New Implant Lets Paralyzed Rats Walk Again

The e-Dura implant
The e-Dura implant (Image credit: © EPFL 2015)

An experimental flexible implant that connects directly to the spinal cord might someday lead to a treatment for people with spinal cord injuries, and could possibly help people with paraplegia move again, researchers say.

Now, researchers at the Swiss Federal Institute of Technology in Lausanne have built such an implant. They call the soft, stretchable device "e-dura," after the dura mater, which is one of the layers of protective membranes that surround the brain and spinal cord. The researchers implanted the device into rats — it rests on the spinal cord, and delivers electric signals, as well as drugs, to the surrounding nerves, triggering them to fire impulses.

In experiments, paralyzed rats that were implanted with the device regained the ability to walk, with some help.   

Previously, it had been difficult for scientists to find a way to connect an electronic device to the spinal cord without damaging it. One obstacle is that electronics are made of stiff materials, whereas the spinal cord and its protective covering are more flexible.

"The spinal cord expands and relaxes," saidStéphanie Lacour, chairwoman of neuroprosthetic technology at the institute and one of the leaders of the new research. "If you have a hard, nondeformable material, the friction and rubbing cause inflammation."

To make the e-dura, Lacour's team used a polymer for the implant's basic structure, and gold for the electrodes. The implant also has tiny channels for drug delivery. [5 Crazy Technologies That Are Revolutionizing Biotech]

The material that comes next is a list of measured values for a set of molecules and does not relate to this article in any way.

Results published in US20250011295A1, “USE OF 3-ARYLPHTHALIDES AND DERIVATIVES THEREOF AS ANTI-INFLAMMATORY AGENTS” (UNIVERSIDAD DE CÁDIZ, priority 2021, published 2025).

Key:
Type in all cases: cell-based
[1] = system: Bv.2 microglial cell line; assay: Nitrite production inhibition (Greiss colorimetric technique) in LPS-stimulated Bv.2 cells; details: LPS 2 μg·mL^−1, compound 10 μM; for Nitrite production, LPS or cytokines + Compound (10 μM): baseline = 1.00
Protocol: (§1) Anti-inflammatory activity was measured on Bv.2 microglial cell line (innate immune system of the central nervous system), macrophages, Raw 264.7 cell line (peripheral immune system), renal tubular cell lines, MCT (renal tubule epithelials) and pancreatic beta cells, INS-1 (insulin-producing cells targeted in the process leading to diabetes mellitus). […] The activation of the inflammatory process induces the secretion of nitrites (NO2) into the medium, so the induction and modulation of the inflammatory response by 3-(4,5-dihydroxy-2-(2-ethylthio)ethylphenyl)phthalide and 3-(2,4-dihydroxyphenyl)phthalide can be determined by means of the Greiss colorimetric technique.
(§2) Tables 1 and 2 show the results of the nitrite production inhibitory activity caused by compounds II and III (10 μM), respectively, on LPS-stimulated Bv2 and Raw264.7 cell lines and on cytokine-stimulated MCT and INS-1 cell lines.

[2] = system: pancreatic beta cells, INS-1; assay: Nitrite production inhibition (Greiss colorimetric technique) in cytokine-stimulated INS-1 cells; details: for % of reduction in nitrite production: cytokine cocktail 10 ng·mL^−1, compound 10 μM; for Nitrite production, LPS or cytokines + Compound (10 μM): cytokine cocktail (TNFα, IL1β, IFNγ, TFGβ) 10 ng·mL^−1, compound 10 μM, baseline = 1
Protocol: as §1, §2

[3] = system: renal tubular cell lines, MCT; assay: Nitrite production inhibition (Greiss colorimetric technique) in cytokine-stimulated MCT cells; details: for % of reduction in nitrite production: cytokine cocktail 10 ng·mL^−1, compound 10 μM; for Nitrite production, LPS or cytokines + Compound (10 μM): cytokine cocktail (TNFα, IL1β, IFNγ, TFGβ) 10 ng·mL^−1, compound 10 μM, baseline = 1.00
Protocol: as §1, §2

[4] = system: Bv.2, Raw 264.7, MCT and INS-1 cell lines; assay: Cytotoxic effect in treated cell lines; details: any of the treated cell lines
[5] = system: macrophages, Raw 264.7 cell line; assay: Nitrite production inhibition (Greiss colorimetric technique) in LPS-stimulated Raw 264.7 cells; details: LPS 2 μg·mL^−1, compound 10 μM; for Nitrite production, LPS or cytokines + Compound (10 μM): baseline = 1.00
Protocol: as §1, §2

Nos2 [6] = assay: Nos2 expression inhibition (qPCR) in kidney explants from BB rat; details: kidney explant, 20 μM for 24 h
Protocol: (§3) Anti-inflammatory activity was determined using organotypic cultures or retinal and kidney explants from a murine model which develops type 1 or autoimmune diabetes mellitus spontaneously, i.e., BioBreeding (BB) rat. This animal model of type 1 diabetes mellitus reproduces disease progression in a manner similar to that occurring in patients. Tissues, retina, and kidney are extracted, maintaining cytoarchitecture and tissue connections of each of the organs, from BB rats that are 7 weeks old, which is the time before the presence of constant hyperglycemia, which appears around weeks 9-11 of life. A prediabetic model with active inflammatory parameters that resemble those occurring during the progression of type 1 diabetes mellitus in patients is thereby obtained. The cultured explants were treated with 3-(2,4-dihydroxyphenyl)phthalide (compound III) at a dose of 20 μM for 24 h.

The e-Dura implant is soft and flexible. (Image credit: © EPFL 2015)

Although gold is flexible, it doesn't stretch. To make the metal more elastic, the researchers laid it down in layers just 35 nanometers (0.000035 milimeters) thick, with tiny cracks in the layers. This turned the gold into a meshlike structure that could stretch.

To test the implants, the scientists did a series of experiments on rats. First, the researchers looked at whether the e-dura integrated well with the rats' bodies, to minimize the chance that their bodies would reject it. They tested three groups of animals: one that was implanted with the e-dura, a second that got an implant made of a stiffer material and a third that underwent surgery but received no implant. (The third group served as a control.)

The researchers found that, even after eight weeks, the e-dura had not caused any deformation of the animals' spinal cords, nor had it triggered an immune system reaction, such as inflammation. The implants that were made of the stiffer material caused changes in the spinal cord's shape, compressing and rubbing on it, and producing a "foreign body" immune response. The rats also had trouble walking and balancing.

In previous work, other researchers had demonstrated mind-controlled prosthetic arms, and the U.S. military is looking at implants to help soldiers with brain injuries. And devices such as cochlear implants and pacemakers have helped heart patients for years.